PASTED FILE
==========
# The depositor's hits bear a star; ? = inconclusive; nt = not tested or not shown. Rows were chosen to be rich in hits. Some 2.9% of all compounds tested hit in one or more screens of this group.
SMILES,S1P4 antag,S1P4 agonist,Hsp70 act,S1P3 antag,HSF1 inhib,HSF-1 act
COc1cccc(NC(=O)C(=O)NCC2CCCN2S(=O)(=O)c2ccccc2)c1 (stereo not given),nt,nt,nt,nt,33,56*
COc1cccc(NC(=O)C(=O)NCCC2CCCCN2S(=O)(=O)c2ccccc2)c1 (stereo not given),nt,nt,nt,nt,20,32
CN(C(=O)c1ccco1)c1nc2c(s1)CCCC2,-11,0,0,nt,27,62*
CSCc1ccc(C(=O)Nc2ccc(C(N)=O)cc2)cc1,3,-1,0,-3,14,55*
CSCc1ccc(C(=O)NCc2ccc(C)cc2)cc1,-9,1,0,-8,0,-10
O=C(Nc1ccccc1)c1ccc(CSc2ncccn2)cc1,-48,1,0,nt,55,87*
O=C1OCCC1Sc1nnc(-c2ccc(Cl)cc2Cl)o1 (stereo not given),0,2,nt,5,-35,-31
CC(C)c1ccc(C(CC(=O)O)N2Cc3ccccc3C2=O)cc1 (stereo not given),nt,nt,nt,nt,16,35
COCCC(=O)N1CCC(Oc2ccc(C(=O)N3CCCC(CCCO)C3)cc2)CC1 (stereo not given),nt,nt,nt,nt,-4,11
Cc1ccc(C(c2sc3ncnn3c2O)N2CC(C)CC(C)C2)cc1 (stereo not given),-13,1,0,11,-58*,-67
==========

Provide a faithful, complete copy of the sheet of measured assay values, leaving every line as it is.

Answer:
# The depositor's hits bear a star; ? = inconclusive; nt = not tested or not shown. Rows were chosen to be rich in hits. Some 2.9% of all compounds tested hit in one or more screens of this group.
SMILES,S1P4 antag,S1P4 agonist,Hsp70 act,S1P3 antag,HSF1 inhib,HSF-1 act
COc1cccc(NC(=O)C(=O)NCC2CCCN2S(=O)(=O)c2ccccc2)c1 (stereo not given),nt,nt,nt,nt,33,56*
COc1cccc(NC(=O)C(=O)NCCC2CCCCN2S(=O)(=O)c2ccccc2)c1 (stereo not given),nt,nt,nt,nt,20,32
CN(C(=O)c1ccco1)c1nc2c(s1)CCCC2,-11,0,0,nt,27,62*
CSCc1ccc(C(=O)Nc2ccc(C(N)=O)cc2)cc1,3,-1,0,-3,14,55*
CSCc1ccc(C(=O)NCc2ccc(C)cc2)cc1,-9,1,0,-8,0,-10
O=C(Nc1ccccc1)c1ccc(CSc2ncccn2)cc1,-48,1,0,nt,55,87*
O=C1OCCC1Sc1nnc(-c2ccc(Cl)cc2Cl)o1 (stereo not given),0,2,nt,5,-35,-31
CC(C)c1ccc(C(CC(=O)O)N2Cc3ccccc3C2=O)cc1 (stereo not given),nt,nt,nt,nt,16,35
COCCC(=O)N1CCC(Oc2ccc(C(=O)N3CCCC(CCCO)C3)cc2)CC1 (stereo not given),nt,nt,nt,nt,-4,11
Cc1ccc(C(c2sc3ncnn3c2O)N2CC(C)CC(C)C2)cc1 (stereo not given),-13,1,0,11,-58*,-67